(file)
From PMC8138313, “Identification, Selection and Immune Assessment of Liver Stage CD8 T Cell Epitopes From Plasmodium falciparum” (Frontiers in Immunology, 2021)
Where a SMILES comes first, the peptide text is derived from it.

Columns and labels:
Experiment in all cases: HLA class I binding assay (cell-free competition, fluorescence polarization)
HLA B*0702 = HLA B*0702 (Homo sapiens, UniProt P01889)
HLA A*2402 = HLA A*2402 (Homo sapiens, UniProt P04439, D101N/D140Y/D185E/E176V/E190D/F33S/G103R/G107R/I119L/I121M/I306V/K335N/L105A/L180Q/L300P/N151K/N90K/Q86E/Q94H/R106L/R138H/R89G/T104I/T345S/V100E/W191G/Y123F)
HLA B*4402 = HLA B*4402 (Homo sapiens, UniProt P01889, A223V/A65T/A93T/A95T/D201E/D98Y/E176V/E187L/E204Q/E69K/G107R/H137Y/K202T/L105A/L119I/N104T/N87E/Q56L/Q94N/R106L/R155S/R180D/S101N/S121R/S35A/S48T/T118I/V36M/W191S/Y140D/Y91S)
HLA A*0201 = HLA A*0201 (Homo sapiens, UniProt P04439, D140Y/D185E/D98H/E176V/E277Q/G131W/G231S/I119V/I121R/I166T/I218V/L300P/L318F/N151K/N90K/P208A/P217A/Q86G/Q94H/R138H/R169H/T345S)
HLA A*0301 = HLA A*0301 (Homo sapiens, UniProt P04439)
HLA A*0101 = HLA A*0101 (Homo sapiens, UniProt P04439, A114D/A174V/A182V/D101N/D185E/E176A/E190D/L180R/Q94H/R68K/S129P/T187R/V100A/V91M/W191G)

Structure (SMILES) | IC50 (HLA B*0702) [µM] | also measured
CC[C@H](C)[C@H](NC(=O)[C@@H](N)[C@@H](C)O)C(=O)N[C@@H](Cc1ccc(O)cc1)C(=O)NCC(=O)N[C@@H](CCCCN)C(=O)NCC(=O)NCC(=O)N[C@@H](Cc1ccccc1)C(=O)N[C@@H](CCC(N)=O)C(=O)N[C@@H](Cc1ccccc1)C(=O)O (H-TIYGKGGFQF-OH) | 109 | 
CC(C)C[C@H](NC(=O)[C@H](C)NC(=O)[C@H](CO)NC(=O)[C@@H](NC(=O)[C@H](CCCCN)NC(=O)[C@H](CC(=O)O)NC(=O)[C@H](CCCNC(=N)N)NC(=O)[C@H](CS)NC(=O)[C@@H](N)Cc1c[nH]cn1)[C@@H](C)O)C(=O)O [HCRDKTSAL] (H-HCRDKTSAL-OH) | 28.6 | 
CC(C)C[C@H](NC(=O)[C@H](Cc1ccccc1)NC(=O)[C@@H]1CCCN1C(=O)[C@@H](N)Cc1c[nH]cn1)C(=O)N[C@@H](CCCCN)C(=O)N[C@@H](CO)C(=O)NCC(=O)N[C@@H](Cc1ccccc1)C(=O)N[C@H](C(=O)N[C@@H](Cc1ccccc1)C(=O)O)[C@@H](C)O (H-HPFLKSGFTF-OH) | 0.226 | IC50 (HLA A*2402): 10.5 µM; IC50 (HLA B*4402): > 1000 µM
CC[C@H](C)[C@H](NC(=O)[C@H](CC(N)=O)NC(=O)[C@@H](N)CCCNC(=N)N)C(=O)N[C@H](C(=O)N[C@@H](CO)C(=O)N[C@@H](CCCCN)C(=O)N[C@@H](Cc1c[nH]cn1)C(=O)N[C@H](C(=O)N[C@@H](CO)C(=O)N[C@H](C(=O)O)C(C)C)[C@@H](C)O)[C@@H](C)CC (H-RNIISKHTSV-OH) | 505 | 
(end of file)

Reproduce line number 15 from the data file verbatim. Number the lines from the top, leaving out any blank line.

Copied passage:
CC[C@H](C)[C@H](NC(=O)[C@H](CC(N)=O)NC(=O)[C@@H](N)CCCNC(=N)N)C(=O)N[C@H](C(=O)N[C@@H](CO)C(=O)N[C@@H](CCCCN)C(=O)N[C@@H](Cc1c[nH]cn1)C(=O)N[C@H](C(=O)N[C@@H](CO)C(=O)N[C@H](C(=O)O)C(C)C)[C@@H](C)O)[C@@H](C)CC (H-RNIISKHTSV-OH) | 505 | 